VANCOUVER, British Columbia – Nurse-activated stroke codes help improve both process and clinical outcomes in the emergency department, according to results from a retrospective analysis presented at the 2016 annual meeting of the American Academy of Neurology (AAN).
Knowing “time is brain,” Sarah Song, MD, MPH, of Rush University Medical Center, and colleagues sought to improve acute stroke process metrics by transitioning from a typical physician-driven stroke evaluation algorithm to a nurse-driven process in an urban comprehensive stroke center. In order to do so, nursing staff were trained to recognize stroke symptoms, and an alert process initiated by the greet or triage nurse was activated.
Stroke code data from January 1, 2013 through August 16, 2015 were included in the study, with nurse-activated stroke codes initiated on December 6, 2014. Overall, 221 patients were included in the pre- and 103 in the post-intervention analysis.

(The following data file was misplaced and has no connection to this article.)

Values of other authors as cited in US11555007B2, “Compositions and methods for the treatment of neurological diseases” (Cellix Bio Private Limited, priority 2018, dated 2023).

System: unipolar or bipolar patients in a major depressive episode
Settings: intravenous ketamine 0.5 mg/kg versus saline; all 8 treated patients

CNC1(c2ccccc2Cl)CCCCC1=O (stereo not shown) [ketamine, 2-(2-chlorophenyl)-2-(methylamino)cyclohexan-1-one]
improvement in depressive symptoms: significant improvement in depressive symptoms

Following initiation of nurse-activated stroke codes, all process outcomes improved. Overall stroke team paging improved from 57% to 96%, with stroke team paging within 15 minutes of patient arrival improving significantly from 33% to 71%; 45-minute door-to-lab goal improved from 33% to 43%; and 45-minute CT scan order-to-complete goal improved from 94% to 98%. Clinical outcomes, including the percentage of patients receiving intravenous tissue plasminogen activator (tPA) increased from 1% to 4%, and average door-to-endovascular procedure time decreased from 2 hours 43 minutes to 1 hour 56 minutes. No change in door-to-needle times and percentage of patients sent home or to inpatient rehabilitation were observed.
Based on the considerable improvements observed in the study, the authors stress that continual evaluation of triage protocols is necessary to optimize acute stroke treatment.
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Song S, Diebolt E, Livesay SL, et al. Nurse-activated acute stroke codes in the emergency setting improves process and clinical outcomes. Presented at: 68th Annual Meeting of the American Academy of Neurology. April 15-21, 2016; Vancouver, British Columbia, Canada. Abstract S16.006.